Friday, October 26, 2012
Kool & the Gang - Kool & the Gang (1969)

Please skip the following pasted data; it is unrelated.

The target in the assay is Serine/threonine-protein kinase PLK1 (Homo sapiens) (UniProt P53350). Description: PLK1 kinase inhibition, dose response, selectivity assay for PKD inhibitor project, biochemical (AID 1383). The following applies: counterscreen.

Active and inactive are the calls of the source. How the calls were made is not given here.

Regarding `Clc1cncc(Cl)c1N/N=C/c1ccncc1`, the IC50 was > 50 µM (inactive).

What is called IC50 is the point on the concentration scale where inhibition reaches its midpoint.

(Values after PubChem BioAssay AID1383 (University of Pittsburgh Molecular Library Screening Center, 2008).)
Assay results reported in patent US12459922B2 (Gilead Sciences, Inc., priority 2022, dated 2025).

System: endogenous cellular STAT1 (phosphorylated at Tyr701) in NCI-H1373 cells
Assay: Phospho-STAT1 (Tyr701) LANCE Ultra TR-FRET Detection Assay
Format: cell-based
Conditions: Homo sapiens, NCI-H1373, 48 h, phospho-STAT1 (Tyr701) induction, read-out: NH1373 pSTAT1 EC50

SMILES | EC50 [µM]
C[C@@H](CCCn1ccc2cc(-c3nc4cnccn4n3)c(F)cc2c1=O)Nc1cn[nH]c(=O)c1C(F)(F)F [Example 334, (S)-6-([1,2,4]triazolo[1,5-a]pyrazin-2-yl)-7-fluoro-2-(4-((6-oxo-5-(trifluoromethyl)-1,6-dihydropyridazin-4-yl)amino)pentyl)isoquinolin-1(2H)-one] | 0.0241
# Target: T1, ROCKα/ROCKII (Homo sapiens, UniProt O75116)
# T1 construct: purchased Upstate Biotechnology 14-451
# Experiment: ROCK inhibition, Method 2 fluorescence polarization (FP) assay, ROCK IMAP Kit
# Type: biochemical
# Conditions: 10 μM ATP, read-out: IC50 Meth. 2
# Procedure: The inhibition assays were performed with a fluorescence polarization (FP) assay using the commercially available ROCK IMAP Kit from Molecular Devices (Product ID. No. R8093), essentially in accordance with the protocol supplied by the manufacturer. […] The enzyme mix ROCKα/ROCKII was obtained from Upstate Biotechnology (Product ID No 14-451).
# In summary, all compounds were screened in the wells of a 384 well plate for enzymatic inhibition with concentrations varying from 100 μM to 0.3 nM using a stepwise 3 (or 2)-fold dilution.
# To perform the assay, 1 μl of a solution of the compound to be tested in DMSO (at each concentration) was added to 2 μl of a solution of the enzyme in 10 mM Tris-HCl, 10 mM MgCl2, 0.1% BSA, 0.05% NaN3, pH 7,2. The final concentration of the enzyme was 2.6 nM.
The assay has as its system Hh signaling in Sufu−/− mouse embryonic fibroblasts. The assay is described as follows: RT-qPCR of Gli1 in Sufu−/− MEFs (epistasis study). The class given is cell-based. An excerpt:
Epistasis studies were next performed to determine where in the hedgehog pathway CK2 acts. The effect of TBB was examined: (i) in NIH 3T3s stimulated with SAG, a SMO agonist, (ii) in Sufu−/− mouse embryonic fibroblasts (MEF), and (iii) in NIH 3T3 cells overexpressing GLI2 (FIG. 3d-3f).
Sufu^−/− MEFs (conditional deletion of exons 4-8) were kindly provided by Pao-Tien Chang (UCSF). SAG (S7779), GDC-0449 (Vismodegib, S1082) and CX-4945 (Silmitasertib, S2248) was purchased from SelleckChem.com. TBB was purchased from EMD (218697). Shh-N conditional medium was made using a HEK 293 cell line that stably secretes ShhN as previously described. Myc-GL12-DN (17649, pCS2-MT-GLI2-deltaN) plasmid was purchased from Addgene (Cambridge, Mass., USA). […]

Kool & the Gang's debut sounds nothing like much of the material the general public know by them. Formed in Jersey City, NJ in 1964, the band was originally called the Jazziacs until they were mis-billed as Kool & the Gang during a gig and just stuck with the name. Despite, their penchant for funk tunes later in their career, Kool & the Gang is much jazzier on this album. Call it soul jazz. Call it jazz-funk, but whatever genre you label it under, it's much more jazz than anything. The title track of the album opens the album to a great start; a funky guitar riff and a tambourine build to introduce the horn line of saxes and trumpet. This track, "Kool & the Gang," was a surprise hit and reached #59 on the Billboard Top 100. This track is a great indication of what the album will be like; there are lots of funky grooves that create a great vehicle for the three horns. "Breeze & Soul" is a personal favorite of mine and opens with a relaxed electric piano solo that transitions into a harmonized melody carried by the horns. This track is different than most Kool & the Gang material in that the piano is the primary source of harmony rather than the guitar; the guitar typically ornaments what the piano is doing for most of the track. "Chocolate Buttermilk" is another highlight to a great album. This track some really great unison horn writing with great transitions. Towards the end of the track the alto plays extensions of the chord that makes for a harmonically close to the track. "Sea of Tranquility" moves to a laidback feel and adds vibes to create "moon sounds." I call them "moon sounds" because the Sea of Tranquility is on the moon. "Give it Up" is an medium tempo funk marked by tremolos on a bluesy-sound piano and horn lines that build up to a solo by tenor sax player Khalis Bayyan. "Kool's Back Again" recalls the first track as the opening guitar shares close similarities to the one that opens the first track albeit much slower. "Let the Music Take Your Mind" is a great close to the album, and is the only track that has extended vocals. The lack of vocals on the majority of this album is really what sets it apart from the rest of the Kool & the Gang discography and aligns the album much more definitively in the realm of jazz. There's not much variation in how the horns are orchestrated, but that's not really what funk music is about. It's about the groove, and this album experiments with a variety of them. "Breeze & Soul" and "Sea of Tranqulity" incorporate instruments like the electronic piano and vibes that are uncommon in funk, but the majority of these tunes are straight-ahead funk with a jazz sensibility.